The idea of shame as an impediment to self-care has been niggling at me for a while. I know from my own experience how this pattern goes – my shame is triggered and my ability to extend myself the kindness and empathy necessary for self-care is depleted, leading to more shame.
We all have our own shame triggers but there are common themes. Shame and vulnerability expert Brene Brown says “shame drives two main tapes: ‘never good enough’ and ‘who do you think you are’”.
When I talk about ‘self-care’ I am talking about things that nurture our bodies, minds and spirits. The things we love doing, things that make us come alive. Self-care is the things that nourish us. Self-care can be exercise, nutrition and meditation. It can also be music, art, creating something, playing with a pet, talking with a close friend.
For me, the exercise, nutrition and meditation side of things are easier to get to. This is because my personal version of shame means that for me to feel worthy I must be ‘healthy’. But until I spent some time with the shame that was underneath that I wasn’t actually healthy at all. I swallowed all of my insecurity and pain and kept this shame hidden, so while I might seem healthy on the surface to anyone looking on, underneath that was a lot of muckiness. I might eat a healthy meal with friends and eat a chocolate bar in secret later. I might do lots of exercise and yoga and then go out and binge drink and take drugs that night. I might act very happy and positive then be exhausted and depressed from the effort of this later that night. I might encourage a friend to share their pain with me then shut down when I had an opportunity to share mine.
To move past this coping mechanism and the idea that what was on the outside mattered more than what was inside meant me spending time with what those feelings were. I lived in a prison of judgement – judgement that I perceived as coming from the outside, but really it’s all a mirror of how I feel about myself. I discovered that the things I was doing to make me feel good brought up a lot of shame in this very fact that I then felt good about myself. The counter-actions were a form of self-sabotage, to bring me back down to size. I feel haunted by the phrase “who does she think she is” and that made me undermine any positive step I took to look after myself.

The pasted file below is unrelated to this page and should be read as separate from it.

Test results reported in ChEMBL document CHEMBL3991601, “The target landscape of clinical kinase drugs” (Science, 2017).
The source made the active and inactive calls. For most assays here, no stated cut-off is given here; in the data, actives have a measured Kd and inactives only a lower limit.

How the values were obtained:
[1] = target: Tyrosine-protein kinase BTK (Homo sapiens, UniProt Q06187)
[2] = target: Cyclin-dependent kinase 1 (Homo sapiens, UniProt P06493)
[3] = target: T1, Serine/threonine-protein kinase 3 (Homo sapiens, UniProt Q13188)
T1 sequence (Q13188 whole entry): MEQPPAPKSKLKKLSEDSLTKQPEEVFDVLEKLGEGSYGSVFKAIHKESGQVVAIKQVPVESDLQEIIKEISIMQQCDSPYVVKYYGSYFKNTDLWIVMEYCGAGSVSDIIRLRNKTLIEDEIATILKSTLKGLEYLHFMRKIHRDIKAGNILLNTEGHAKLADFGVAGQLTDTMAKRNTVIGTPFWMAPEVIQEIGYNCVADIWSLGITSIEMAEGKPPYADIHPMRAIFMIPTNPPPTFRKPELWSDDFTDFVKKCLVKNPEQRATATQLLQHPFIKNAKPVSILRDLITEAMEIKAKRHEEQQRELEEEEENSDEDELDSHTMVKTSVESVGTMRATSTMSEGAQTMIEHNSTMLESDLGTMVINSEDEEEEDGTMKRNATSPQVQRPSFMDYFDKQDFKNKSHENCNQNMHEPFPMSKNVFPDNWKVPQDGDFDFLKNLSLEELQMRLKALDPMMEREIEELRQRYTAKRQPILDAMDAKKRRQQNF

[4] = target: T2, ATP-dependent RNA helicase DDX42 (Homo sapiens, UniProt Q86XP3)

We can only really nurture ourselves positively if we nurture those aspects of ourselves that we want to reject. Now I have spent a lot of time in those murky waters and find it easier to let myself feel good, so I don’t need to undermine myself to the same degree. And at least now the awareness is there so if I slip then I can see that pattern for what it is and not be lost to it.
With this freedom I am gradually able to enjoy the things that make me physically healthy without undermining myself – I might choose a morning yoga class to set a peaceful tone for my day or go for a run to wake myself up and then I am (mostly!) able to let myself enjoy the benefits.
And the next layer of freedom I am discovering is that I am now more able to move toward the things that I really want to do but aren’t as immediately ‘justifiable’ in my personal frame of reference. I am spending time creatively, for the joy and fun of it – I still feel guilty about this and about choosing these solitary and ‘aimless’ ways to spend my time and I had to fight myself using the word ‘indulgent’ in this description. I still find it much easier if I can tell people I’ve been busy with work or parenting rather than acknowledge that I came alive mostly during the times when I was on my own, lost in creativity. That shame is still rampant and it is a work in progress for me to free myself from those shackles.
We can’t let go of all of these other things – my family, my work and paying the bills are all vital to me – but maybe we can ease up on the limitations we place on ourselves in honour of these if we can face the idea that perhaps its more than the reality of those getting in the way, that perhaps it’s our relationship with them and our relationship with ourselves that needs some attention first.
I have been writing occasional blogs for my work with West Norwood Therapies for the past few years so have published some here and am in the process of trying to find a regular blog writing habit for my own enjoyment and creativity. I'm not doing very well with it so far as other things seem to take precedence, but the intention is there and I'm sure I'll find the habit when it feels right :-)